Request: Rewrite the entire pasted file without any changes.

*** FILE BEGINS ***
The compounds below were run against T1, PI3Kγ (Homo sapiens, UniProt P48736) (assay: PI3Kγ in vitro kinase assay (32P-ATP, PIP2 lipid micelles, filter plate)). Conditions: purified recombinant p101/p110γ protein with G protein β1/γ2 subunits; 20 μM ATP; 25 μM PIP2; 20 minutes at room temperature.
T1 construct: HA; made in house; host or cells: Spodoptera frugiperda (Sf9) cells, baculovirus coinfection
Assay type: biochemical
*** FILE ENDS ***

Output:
The compounds below were run against T1, PI3Kγ (Homo sapiens, UniProt P48736) (assay: PI3Kγ in vitro kinase assay (32P-ATP, PIP2 lipid micelles, filter plate)). Conditions: purified recombinant p101/p110γ protein with G protein β1/γ2 subunits; 20 μM ATP; 25 μM PIP2; 20 minutes at room temperature.
T1 construct: HA; made in house; host or cells: Spodoptera frugiperda (Sf9) cells, baculovirus coinfection
Assay type: biochemical